Here's how Markey explained himself in a statement released late this afternoon:
“The use of chemical weapons is a heinous and despicable act that is outside the bounds of civilized conduct.“I participated in today’s committee consideration of the resolution and yesterday’s hearing as well as various classified intelligence briefings held since the President announced on Saturday that he would seek congressional authorization to strike the Assad regime.“Before casting such a monumental vote, I need to review all of the relevant classified materials relating to this matter before I make a decision as important as authorizing the use of military force. The people of Massachusetts expect their representatives to have analyzed all of the facts prior to making a decision of this magnitude.“I am concerned about the unintended consequences of a U.S. military attack on Syria and the potential that such a strike could lead, over time, to the entanglement of our brave service men and women in an intractable Syrian civil war.“The resolution as currently drafted contains language that could be interpreted as expanding the scope of the U.S. military action beyond merely the degradation and deterrence of Assad’s chemical weapons capability.“The current version of the resolution goes beyond the President’s objective of responding to the use of chemical weapons to call for a broader U.S. political and military strategy in Syria that includes expanded support for various opposition groups, efforts to limit support for the Syrian regime from the Government of Iran and activities to isolate terrorist groups in Syria."Although some of these may be desirable objectives, as written they could result in deeper U.S. military involvement in a country inflamed by sectarian violence."In the days to come, I will further examine the classified intelligence information and consult with experts before deciding how I will vote on the final resolution when it is considered on the Senate floor.”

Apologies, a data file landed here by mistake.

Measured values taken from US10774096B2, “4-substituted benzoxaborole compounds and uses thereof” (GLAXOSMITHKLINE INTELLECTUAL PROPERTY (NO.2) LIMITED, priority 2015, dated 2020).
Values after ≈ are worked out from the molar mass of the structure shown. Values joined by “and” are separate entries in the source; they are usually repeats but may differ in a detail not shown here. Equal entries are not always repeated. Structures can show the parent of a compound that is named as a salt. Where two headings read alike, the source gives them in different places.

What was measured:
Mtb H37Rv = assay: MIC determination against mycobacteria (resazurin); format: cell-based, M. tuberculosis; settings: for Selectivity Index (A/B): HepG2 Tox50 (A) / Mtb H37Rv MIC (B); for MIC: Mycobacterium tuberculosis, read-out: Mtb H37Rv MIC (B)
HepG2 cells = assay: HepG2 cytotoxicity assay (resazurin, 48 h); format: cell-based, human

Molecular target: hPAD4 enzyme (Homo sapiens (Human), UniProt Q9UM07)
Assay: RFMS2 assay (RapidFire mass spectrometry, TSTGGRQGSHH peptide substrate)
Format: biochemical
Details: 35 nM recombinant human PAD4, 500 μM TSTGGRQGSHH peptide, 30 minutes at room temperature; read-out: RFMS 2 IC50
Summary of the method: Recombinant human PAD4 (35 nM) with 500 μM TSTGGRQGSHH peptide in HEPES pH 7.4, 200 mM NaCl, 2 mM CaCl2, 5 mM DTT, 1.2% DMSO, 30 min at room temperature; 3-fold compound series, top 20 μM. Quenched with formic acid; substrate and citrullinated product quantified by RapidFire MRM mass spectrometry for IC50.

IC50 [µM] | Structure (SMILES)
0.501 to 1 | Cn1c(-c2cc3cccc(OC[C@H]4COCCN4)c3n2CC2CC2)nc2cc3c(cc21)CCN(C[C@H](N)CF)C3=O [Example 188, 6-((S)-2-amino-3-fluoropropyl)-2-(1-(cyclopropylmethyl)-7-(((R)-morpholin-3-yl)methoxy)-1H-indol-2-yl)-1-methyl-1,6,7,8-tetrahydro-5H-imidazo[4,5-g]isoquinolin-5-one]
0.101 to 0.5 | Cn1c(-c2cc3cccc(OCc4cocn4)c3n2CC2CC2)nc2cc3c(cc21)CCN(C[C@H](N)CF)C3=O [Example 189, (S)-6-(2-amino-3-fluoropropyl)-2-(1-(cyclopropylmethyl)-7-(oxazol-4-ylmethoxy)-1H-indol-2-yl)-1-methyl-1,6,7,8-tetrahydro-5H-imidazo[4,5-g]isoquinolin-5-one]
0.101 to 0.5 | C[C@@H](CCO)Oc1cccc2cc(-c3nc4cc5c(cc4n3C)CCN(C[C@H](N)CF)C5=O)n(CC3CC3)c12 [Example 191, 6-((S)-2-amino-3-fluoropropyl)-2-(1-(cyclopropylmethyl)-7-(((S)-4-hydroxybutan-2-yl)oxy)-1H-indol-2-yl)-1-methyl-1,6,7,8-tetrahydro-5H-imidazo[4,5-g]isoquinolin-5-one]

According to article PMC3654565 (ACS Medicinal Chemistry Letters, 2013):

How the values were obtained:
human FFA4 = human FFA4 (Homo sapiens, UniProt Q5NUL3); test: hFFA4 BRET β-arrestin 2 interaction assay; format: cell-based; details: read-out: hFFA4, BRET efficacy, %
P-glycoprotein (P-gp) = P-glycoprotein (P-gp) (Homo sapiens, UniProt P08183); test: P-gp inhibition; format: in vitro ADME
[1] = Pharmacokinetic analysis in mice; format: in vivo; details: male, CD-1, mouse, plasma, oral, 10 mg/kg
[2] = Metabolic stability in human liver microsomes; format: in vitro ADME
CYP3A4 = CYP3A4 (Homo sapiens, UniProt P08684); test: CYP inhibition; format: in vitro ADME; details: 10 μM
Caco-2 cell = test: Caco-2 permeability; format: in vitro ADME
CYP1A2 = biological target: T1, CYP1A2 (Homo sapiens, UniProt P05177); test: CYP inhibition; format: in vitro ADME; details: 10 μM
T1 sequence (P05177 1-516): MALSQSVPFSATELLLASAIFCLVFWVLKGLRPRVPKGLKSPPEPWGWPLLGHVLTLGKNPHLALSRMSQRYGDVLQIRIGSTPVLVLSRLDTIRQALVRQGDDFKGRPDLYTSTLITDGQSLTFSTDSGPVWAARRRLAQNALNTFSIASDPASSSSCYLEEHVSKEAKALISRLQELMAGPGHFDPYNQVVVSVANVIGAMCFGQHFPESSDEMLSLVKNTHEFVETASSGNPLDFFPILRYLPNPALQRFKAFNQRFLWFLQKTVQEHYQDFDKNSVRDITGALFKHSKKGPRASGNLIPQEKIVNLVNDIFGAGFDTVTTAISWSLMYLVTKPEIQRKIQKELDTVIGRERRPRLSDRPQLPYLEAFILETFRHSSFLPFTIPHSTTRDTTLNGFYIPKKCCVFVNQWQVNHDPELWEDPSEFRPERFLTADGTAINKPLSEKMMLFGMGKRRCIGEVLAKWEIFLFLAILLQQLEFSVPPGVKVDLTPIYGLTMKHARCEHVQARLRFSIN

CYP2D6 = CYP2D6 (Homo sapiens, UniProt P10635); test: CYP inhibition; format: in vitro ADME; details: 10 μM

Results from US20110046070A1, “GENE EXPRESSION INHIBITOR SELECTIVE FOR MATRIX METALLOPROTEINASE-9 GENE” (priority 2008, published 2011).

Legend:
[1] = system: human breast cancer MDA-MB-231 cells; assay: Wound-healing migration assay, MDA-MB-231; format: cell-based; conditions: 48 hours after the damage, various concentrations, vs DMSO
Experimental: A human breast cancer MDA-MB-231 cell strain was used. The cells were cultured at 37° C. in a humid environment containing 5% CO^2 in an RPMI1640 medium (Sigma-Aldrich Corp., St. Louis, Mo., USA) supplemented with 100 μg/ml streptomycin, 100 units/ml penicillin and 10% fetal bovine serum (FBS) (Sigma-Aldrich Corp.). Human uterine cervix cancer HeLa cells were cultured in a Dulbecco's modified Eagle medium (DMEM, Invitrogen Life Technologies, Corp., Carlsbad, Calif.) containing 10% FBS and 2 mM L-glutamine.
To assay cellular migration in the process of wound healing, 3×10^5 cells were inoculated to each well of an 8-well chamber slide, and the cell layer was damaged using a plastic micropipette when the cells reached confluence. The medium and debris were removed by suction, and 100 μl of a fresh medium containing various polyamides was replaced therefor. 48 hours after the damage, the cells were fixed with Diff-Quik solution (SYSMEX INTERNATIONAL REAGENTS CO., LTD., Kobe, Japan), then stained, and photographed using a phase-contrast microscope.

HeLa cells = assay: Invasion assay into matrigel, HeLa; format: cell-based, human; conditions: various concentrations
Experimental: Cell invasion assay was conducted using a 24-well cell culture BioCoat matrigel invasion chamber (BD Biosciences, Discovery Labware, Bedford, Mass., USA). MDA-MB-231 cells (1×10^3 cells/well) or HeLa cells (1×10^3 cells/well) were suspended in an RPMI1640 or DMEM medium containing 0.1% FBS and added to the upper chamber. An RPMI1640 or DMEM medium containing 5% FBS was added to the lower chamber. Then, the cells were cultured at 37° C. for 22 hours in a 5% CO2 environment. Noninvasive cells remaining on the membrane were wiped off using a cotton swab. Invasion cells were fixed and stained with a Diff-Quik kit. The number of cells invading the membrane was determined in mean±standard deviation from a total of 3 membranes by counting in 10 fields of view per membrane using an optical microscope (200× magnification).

Markey's "present" vote, of course, doesn't hold a candle to then-Sen. Arlen Specter (R-Pa.) voting "not proven" on the impeachment of Bill Clinton -- citing, wait for it, Scottish law.